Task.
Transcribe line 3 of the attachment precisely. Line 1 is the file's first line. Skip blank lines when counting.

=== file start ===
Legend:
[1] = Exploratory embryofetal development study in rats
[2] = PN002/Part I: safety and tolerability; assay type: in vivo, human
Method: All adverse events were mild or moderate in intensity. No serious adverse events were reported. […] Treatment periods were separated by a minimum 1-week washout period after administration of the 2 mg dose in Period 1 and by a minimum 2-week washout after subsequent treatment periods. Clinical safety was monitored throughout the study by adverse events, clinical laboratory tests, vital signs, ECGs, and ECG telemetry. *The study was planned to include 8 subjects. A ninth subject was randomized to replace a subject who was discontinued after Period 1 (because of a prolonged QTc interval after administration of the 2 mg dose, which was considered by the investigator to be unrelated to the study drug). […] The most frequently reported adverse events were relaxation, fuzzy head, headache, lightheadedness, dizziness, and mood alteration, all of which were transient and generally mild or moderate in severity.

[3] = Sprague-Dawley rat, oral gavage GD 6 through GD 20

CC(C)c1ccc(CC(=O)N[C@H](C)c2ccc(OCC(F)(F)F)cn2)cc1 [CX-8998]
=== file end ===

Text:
[2] = PN002/Part I: safety and tolerability; assay type: in vivo, human